2 Objectives After studying this chapter, you will able to Explain how monopoly arises and distinguish between single-price monopoly and price-discriminating monopolyExplain how a single-price monopoly determines its output and priceCompare the performance and efficiency of single-price monopoly and competition
3 Objectives After studying this chapter, you will able to Define rent seeking and explain why it arisesExplain how price discrimination increases profitExplain how monopoly regulation influences output, price, economic profit, and efficiency
4 Market PowerMarket power is the ability to influence the market, and in particular the market price, by influencing the total quantity offered for sale.A monopoly is an industry that produces a good or service for which no close substitute exists and in which there is one supplier that is protected from competition by a barrier preventing the entry of new firms.
5 Market Power How Monopoly Arises A monopoly has two key features: No close substitutesBarriers to entryLegal or natural constraints that protect a firm from potential competitors are called barriers to entry.
6 Market PowerThere are two types of barriers to entry: legal and natural.Legal barriers to entry create a legal monopoly, a market in which competition and entry are restricted by the granting of a:Public franchiseGovernment licensePatent and copyright
7 Market PowerNatural barriers to entry create a natural monopoly, which is an industry in which one firm can supply the entire market at a lower price than two or more firms can.Figure 12.1 illustrates a natural monopoly.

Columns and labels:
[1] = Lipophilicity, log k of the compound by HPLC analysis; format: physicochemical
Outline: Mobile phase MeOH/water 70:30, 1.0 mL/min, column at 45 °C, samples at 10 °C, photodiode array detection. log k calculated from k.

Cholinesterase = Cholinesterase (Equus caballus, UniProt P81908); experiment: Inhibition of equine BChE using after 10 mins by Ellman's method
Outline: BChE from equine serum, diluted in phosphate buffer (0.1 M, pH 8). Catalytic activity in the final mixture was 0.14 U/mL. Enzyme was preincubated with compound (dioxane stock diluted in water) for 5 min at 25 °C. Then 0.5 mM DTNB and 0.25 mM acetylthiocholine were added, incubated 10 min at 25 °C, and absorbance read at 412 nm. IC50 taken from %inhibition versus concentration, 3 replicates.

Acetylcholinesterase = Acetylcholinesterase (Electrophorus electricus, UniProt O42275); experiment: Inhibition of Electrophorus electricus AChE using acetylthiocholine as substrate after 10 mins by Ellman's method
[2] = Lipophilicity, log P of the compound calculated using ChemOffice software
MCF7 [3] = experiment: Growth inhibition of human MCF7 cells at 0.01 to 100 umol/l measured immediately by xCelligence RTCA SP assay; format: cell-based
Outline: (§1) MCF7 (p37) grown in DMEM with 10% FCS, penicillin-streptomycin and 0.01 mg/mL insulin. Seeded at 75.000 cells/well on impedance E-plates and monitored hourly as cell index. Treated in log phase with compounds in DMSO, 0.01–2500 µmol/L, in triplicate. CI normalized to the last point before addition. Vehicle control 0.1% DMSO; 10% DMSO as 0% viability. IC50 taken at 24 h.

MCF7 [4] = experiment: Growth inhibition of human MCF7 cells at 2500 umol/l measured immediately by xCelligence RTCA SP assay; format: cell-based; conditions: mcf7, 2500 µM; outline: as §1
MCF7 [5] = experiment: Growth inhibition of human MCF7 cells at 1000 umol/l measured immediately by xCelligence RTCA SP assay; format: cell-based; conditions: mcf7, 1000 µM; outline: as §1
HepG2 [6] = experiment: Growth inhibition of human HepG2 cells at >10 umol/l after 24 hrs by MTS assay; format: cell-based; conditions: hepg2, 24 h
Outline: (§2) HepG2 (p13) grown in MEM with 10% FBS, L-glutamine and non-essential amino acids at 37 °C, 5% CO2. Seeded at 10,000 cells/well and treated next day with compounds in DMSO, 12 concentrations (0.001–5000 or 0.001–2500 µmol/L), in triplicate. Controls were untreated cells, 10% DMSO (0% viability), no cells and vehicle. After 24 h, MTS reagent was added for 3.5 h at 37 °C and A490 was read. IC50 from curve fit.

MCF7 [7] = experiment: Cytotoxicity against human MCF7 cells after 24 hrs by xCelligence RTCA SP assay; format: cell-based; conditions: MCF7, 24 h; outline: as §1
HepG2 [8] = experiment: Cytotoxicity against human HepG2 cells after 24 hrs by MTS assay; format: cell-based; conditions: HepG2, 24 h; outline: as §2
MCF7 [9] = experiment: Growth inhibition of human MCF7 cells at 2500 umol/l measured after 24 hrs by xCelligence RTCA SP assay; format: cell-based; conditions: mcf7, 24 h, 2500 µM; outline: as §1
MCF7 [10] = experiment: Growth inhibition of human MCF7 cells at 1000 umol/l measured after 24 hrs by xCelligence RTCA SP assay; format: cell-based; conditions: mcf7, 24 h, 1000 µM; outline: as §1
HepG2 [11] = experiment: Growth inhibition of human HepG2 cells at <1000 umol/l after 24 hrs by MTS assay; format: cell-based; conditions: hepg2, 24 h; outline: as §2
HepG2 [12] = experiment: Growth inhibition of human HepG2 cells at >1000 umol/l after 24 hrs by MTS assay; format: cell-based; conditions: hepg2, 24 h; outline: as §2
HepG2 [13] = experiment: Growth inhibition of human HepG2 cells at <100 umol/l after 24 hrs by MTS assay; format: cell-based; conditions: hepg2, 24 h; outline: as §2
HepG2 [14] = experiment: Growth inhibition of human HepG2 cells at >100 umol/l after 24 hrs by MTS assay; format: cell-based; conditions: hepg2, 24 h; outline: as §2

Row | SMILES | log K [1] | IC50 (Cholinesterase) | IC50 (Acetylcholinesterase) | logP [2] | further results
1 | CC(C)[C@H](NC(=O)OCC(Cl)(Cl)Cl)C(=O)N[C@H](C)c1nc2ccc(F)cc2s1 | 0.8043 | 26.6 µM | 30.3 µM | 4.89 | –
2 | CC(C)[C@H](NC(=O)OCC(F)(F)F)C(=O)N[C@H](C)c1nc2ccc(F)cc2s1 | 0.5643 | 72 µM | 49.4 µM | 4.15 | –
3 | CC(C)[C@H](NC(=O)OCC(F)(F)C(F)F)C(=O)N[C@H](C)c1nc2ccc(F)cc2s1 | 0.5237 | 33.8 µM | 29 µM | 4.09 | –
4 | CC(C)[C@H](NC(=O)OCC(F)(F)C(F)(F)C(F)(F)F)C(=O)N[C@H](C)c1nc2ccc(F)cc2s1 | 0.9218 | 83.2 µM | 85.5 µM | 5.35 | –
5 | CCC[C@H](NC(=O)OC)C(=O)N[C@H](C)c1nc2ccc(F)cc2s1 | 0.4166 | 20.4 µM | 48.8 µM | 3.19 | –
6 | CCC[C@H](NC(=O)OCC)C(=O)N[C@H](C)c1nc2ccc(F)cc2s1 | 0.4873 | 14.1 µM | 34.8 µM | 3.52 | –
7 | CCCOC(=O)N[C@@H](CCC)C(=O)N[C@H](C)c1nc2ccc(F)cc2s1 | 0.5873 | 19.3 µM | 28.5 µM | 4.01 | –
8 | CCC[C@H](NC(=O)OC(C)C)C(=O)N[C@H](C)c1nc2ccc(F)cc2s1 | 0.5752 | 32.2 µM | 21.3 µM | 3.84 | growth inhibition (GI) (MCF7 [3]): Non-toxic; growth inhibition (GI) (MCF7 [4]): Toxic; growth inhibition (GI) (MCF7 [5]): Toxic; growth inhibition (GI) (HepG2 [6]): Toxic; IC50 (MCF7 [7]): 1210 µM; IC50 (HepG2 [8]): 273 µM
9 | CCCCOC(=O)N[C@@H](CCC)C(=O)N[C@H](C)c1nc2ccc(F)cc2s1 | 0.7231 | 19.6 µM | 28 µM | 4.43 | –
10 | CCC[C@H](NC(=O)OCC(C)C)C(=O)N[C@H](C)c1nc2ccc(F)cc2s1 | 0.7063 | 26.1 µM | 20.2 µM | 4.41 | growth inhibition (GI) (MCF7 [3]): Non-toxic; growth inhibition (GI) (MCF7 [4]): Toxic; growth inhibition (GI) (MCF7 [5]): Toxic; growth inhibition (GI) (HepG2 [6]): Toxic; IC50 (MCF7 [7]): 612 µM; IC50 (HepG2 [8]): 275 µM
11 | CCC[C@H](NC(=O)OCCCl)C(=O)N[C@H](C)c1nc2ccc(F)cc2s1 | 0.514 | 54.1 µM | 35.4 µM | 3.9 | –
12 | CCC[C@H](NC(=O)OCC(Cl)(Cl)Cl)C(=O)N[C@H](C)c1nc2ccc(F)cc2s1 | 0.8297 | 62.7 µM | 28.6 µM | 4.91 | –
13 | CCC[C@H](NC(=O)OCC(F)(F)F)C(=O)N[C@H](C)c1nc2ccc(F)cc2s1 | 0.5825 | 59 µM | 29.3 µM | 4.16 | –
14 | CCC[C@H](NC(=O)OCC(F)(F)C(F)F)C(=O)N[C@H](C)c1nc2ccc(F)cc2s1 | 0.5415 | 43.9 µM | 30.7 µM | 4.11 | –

9 Market PowerOne firm can produce 4 units of output at 5 cents per unit.Two firms can produce 4 units—2 units each—at 10 cents per unit.Four firms can produce 4 units—1 unit each—at 15 cents per unit.
11 Market Power Monopoly Price-Setting Strategies There are two types of monopoly price-setting strategies:Price discrimination is the practice of selling different units of a good or service for different prices. Many firms price discriminate, but not all of them are monopoly firms.A single-price monopoly is a firm that must sell each unit of its output for the same price to all its customers.
12 A Single-Price Monopoly’s Output and Price Decision Price and Marginal RevenueA monopoly is a price setter, not a price taker like a firm in perfect competition.The reason is that the demand curve for the monopoly’s output is the market demand curve.To sell a larger output, a monopoly must set a lower price.
13 A Single-Price Monopoly’s Output and Price Decision Total revenue, TR, is the price, P, multiplied by the quantity sold, Q.Marginal revenue, MR, is the change in total revenue that results from a one-unit increase in the quantity sold.For a single-price monopoly, marginal revenue is less than price at each level of output. That is,MR < P
14 A Single-Price Monopoly’s Output and Price Decision Marginal Revenue and ElasticityA single-price monopoly’s marginal revenue is related to the elasticity of demand for its good:If demand is elastic, a fall in price brings an increase in total revenue.